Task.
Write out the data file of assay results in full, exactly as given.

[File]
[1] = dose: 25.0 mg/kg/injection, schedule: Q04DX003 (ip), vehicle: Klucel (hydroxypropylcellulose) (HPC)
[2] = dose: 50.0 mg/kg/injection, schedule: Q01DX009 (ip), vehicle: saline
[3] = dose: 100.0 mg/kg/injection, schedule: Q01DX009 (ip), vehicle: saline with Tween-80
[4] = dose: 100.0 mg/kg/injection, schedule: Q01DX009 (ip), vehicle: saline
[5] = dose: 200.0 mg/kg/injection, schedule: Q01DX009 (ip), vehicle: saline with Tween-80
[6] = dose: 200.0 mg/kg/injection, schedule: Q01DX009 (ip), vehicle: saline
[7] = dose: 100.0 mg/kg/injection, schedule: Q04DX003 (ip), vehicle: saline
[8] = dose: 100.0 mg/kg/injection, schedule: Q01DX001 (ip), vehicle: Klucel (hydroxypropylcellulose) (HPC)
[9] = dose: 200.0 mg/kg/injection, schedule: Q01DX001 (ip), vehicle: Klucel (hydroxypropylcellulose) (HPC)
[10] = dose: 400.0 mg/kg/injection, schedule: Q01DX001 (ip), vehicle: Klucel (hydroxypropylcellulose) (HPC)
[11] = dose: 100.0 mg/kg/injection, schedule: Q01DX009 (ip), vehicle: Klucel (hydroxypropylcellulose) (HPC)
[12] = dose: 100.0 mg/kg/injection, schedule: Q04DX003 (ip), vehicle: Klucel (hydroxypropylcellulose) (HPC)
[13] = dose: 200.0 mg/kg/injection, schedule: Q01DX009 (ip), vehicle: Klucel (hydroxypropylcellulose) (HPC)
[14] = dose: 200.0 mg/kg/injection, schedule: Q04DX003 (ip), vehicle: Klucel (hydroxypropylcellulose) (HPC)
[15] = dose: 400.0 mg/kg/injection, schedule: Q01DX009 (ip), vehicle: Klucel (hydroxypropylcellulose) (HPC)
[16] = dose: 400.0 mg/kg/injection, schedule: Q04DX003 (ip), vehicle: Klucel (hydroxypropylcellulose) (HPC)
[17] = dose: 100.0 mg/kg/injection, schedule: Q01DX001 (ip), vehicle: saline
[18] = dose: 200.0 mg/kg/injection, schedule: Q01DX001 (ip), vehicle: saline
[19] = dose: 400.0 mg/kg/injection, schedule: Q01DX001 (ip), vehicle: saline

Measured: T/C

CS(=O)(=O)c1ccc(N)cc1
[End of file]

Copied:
[1] = dose: 25.0 mg/kg/injection, schedule: Q04DX003 (ip), vehicle: Klucel (hydroxypropylcellulose) (HPC)
[2] = dose: 50.0 mg/kg/injection, schedule: Q01DX009 (ip), vehicle: saline
[3] = dose: 100.0 mg/kg/injection, schedule: Q01DX009 (ip), vehicle: saline with Tween-80
[4] = dose: 100.0 mg/kg/injection, schedule: Q01DX009 (ip), vehicle: saline
[5] = dose: 200.0 mg/kg/injection, schedule: Q01DX009 (ip), vehicle: saline with Tween-80
[6] = dose: 200.0 mg/kg/injection, schedule: Q01DX009 (ip), vehicle: saline
[7] = dose: 100.0 mg/kg/injection, schedule: Q04DX003 (ip), vehicle: saline
[8] = dose: 100.0 mg/kg/injection, schedule: Q01DX001 (ip), vehicle: Klucel (hydroxypropylcellulose) (HPC)
[9] = dose: 200.0 mg/kg/injection, schedule: Q01DX001 (ip), vehicle: Klucel (hydroxypropylcellulose) (HPC)
[10] = dose: 400.0 mg/kg/injection, schedule: Q01DX001 (ip), vehicle: Klucel (hydroxypropylcellulose) (HPC)
[11] = dose: 100.0 mg/kg/injection, schedule: Q01DX009 (ip), vehicle: Klucel (hydroxypropylcellulose) (HPC)
[12] = dose: 100.0 mg/kg/injection, schedule: Q04DX003 (ip), vehicle: Klucel (hydroxypropylcellulose) (HPC)
[13] = dose: 200.0 mg/kg/injection, schedule: Q01DX009 (ip), vehicle: Klucel (hydroxypropylcellulose) (HPC)
[14] = dose: 200.0 mg/kg/injection, schedule: Q04DX003 (ip), vehicle: Klucel (hydroxypropylcellulose) (HPC)
[15] = dose: 400.0 mg/kg/injection, schedule: Q01DX009 (ip), vehicle: Klucel (hydroxypropylcellulose) (HPC)
[16] = dose: 400.0 mg/kg/injection, schedule: Q04DX003 (ip), vehicle: Klucel (hydroxypropylcellulose) (HPC)
[17] = dose: 100.0 mg/kg/injection, schedule: Q01DX001 (ip), vehicle: saline
[18] = dose: 200.0 mg/kg/injection, schedule: Q01DX001 (ip), vehicle: saline
[19] = dose: 400.0 mg/kg/injection, schedule: Q01DX001 (ip), vehicle: saline

Measured: T/C

CS(=O)(=O)c1ccc(N)cc1